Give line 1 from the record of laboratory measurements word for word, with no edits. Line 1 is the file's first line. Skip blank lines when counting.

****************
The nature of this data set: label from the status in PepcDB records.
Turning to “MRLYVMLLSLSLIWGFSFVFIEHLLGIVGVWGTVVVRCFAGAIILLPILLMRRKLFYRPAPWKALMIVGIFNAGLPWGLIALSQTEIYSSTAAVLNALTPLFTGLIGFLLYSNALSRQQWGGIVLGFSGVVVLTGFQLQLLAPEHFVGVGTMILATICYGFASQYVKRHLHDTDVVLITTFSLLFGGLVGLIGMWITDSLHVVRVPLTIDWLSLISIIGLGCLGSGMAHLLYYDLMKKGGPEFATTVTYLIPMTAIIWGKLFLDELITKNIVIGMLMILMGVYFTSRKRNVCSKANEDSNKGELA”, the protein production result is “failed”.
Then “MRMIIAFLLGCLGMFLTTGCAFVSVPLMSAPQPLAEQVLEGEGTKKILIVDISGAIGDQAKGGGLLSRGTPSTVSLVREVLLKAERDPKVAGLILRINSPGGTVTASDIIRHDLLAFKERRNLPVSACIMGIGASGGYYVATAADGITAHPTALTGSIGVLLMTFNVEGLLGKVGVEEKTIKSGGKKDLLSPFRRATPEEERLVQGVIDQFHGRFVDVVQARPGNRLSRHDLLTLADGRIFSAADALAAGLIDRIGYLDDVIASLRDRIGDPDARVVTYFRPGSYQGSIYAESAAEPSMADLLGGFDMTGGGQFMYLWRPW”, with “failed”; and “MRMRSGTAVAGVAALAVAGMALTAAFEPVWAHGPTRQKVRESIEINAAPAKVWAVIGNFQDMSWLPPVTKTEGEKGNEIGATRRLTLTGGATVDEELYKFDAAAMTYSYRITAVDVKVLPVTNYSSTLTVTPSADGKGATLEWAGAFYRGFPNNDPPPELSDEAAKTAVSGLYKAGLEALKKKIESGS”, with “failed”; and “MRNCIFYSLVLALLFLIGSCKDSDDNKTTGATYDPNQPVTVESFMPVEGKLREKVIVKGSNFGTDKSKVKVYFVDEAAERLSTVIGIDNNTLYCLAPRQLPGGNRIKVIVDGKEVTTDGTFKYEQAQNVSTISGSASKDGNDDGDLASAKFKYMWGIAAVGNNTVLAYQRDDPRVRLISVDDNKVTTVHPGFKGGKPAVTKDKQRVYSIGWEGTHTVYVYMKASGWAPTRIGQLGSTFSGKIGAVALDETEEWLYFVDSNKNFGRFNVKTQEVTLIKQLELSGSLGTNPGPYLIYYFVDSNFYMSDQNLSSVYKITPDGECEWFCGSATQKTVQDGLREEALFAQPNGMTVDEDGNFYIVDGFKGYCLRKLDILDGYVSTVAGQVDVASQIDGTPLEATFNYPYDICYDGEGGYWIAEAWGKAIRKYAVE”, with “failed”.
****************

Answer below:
The nature of this data set: label from the status in PepcDB records.